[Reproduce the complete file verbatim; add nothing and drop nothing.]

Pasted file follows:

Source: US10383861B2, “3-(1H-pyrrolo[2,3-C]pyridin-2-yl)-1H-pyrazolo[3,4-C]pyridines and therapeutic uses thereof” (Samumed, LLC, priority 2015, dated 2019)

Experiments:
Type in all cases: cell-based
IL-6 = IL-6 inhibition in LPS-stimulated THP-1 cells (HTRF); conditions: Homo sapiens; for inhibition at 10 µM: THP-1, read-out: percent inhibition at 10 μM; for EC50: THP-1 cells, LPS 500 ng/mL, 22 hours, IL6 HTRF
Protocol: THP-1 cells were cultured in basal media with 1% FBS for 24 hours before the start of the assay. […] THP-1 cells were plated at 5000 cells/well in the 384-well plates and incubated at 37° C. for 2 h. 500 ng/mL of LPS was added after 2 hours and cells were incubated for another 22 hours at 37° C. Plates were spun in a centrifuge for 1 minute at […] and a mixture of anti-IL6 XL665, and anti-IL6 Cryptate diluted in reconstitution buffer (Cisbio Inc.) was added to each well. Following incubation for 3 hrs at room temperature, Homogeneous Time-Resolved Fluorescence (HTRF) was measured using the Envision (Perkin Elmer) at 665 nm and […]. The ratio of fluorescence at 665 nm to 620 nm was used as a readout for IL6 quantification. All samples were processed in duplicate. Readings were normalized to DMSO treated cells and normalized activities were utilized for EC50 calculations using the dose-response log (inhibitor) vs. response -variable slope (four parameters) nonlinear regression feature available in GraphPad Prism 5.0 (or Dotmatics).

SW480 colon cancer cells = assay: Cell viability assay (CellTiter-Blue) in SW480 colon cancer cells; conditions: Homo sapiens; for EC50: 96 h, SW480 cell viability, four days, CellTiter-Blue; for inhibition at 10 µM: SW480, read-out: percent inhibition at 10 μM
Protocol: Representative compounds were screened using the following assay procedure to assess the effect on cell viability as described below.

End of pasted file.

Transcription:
Source: US10383861B2, “3-(1H-pyrrolo[2,3-C]pyridin-2-yl)-1H-pyrazolo[3,4-C]pyridines and therapeutic uses thereof” (Samumed, LLC, priority 2015, dated 2019)

Experiments:
Type in all cases: cell-based
IL-6 = IL-6 inhibition in LPS-stimulated THP-1 cells (HTRF); conditions: Homo sapiens; for inhibition at 10 µM: THP-1, read-out: percent inhibition at 10 μM; for EC50: THP-1 cells, LPS 500 ng/mL, 22 hours, IL6 HTRF
Protocol: THP-1 cells were cultured in basal media with 1% FBS for 24 hours before the start of the assay. […] THP-1 cells were plated at 5000 cells/well in the 384-well plates and incubated at 37° C. for 2 h. 500 ng/mL of LPS was added after 2 hours and cells were incubated for another 22 hours at 37° C. Plates were spun in a centrifuge for 1 minute at […] and a mixture of anti-IL6 XL665, and anti-IL6 Cryptate diluted in reconstitution buffer (Cisbio Inc.) was added to each well. Following incubation for 3 hrs at room temperature, Homogeneous Time-Resolved Fluorescence (HTRF) was measured using the Envision (Perkin Elmer) at 665 nm and […]. The ratio of fluorescence at 665 nm to 620 nm was used as a readout for IL6 quantification. All samples were processed in duplicate. Readings were normalized to DMSO treated cells and normalized activities were utilized for EC50 calculations using the dose-response log (inhibitor) vs. response -variable slope (four parameters) nonlinear regression feature available in GraphPad Prism 5.0 (or Dotmatics).

SW480 colon cancer cells = assay: Cell viability assay (CellTiter-Blue) in SW480 colon cancer cells; conditions: Homo sapiens; for EC50: 96 h, SW480 cell viability, four days, CellTiter-Blue; for inhibition at 10 µM: SW480, read-out: percent inhibition at 10 μM
Protocol: Representative compounds were screened using the following assay procedure to assess the effect on cell viability as described below.